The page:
The Butler

Tuesday, 26 November 2013

I've been waiting to see Lee Daniels The Butler even longer than most. I did a taped audition for the film last year and although I'd only seen two scenes I could tell this film was going to be something special. The Butler's large and pretty amazing cast tell the story of Cecil Gaines (Forest Whitaker) an African American man who serves as a butler at the White House under 6 presidents over more than 30 years. 

We follow Cecil from a young boy working in a cotton field in the South, witnessing the destruction of his family which results in him being 'promoted' to working in the house, then as a young man finding his training as a 'house ni**er' makes him perfect hospitality material - he is trained up to work as a bar tender in a posh hotel for whites. 

The film tells a brief history of the civil rights movement over the decades, historically in terms of Presidents and politics but also personally, in terms of how it affects Gaines and his family. 
Cecil's son Louis (David Oyelowo) embodies the movement, going from counter sit one and freedom rides to the Black Panther movement and then into politics. (I auditioned for the part of his girlfriend Carol Hammie played by the absolutely foxy Yaya DaCosta. She definitely rocks an Afro way better than I ever could)

While the fight for civil rights was powerful on screen, with the sit-ins and brutal KKK scene watched in terrified silence by the audience, the real strength of The Butler lies in it's subtleties. In the change in Cecil from subservient butler to 'man of the house' in his own home; in the faces the butlers wear to get by in front of the whites vs the real them. In the story of his family - arguments with his wife, Gloria (Oprah Winfrey) about his long hours at the White House and the ongoing battle of wills between Cecil and Louis about his involvement in the movement. It really offers a slice of the personal, how this far off time and events I learned about in History class affected real people, real families.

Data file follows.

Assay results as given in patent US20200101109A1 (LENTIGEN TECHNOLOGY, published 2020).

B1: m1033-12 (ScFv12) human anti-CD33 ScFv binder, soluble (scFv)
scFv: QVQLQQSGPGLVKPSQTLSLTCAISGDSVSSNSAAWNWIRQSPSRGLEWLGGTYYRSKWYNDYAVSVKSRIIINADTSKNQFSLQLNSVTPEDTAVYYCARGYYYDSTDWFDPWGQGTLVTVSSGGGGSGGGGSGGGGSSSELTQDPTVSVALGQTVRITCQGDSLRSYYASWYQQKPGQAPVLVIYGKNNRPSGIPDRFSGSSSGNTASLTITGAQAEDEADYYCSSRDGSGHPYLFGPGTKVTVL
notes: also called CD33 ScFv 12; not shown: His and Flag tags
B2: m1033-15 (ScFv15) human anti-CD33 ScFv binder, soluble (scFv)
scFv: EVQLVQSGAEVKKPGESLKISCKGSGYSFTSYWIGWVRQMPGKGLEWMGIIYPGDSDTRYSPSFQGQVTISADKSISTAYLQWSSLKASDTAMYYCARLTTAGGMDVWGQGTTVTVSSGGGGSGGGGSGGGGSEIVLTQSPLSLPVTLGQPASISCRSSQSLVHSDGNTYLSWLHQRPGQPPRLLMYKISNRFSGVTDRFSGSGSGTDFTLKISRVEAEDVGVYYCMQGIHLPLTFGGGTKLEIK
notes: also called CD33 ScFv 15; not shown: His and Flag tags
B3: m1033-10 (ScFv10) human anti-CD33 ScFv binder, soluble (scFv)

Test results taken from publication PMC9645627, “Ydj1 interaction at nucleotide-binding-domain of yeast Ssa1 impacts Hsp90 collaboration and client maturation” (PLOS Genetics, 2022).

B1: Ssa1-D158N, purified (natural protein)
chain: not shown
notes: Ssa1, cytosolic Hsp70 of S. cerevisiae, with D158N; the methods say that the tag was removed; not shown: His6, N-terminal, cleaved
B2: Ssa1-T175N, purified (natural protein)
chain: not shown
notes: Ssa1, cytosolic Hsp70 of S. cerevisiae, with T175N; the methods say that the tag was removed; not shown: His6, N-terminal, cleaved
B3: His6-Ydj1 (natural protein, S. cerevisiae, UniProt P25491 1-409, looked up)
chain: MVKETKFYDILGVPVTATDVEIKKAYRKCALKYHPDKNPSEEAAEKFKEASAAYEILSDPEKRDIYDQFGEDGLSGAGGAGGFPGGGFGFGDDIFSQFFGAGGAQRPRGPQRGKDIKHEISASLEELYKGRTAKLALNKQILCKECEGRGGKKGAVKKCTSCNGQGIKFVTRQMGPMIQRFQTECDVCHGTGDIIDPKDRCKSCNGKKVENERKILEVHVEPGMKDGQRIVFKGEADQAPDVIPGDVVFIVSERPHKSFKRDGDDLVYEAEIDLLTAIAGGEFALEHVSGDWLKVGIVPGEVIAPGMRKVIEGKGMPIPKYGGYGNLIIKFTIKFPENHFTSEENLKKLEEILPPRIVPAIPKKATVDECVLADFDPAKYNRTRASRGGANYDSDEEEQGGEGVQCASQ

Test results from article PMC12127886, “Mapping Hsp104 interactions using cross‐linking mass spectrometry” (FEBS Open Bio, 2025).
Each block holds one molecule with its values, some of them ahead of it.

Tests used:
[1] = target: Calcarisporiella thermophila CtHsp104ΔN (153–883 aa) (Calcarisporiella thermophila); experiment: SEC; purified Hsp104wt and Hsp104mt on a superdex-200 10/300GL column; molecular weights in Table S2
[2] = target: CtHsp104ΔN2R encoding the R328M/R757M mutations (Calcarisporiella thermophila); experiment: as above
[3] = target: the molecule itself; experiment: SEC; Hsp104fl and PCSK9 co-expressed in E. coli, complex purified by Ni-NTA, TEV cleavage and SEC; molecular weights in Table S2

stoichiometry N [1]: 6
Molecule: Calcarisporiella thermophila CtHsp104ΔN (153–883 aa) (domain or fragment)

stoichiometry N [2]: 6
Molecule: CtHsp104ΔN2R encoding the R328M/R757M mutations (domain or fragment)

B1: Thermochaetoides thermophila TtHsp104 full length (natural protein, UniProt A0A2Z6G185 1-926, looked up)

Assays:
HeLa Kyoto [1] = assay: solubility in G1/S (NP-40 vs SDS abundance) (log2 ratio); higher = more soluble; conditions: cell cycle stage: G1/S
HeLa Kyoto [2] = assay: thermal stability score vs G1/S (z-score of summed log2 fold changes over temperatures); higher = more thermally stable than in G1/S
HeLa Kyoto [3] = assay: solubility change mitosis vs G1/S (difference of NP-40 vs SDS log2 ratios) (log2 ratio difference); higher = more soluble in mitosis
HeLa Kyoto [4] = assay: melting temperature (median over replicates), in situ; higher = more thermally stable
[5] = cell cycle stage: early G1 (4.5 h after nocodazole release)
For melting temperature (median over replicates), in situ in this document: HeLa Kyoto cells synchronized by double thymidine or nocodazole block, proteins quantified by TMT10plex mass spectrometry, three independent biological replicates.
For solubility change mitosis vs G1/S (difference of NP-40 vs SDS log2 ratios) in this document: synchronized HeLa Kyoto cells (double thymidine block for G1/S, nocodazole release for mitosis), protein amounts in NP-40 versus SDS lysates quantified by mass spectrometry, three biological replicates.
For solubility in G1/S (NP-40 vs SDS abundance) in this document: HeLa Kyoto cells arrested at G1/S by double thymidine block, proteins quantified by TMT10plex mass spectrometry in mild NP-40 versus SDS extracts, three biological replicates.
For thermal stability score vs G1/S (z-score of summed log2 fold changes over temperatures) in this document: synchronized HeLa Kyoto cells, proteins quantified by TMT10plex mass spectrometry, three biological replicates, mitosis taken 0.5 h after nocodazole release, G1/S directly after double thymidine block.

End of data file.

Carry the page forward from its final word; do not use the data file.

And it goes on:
The film flies through the decades but feels authentic in each one, the wardrobe department were spot on. The dynamic performances were right across the board, the film is likely to garner a host of award nominations. I was especially happy to see not one but two Black Brits among this amazing cast, Aml Ameen as a young Cecil and David Oyelowo as his son Louis; both gave very strong performances. 

My only criticism would not be levelled at the film but at British cinemas. The Butler was the number 1 film in the US, yet the usual independent cinemas I visit weren't showing it and the chains were offering only one showing on a Saturday night, just one week after its British release. We eventually found a showing at 11pm and the screen was pretty much the smallest I've ever been to outside of a private viewing. I felt like was literally on top of the screen. And yet even at that time it was sold out, which shows there was demand. British cinema distributors, I'm side-eying you...

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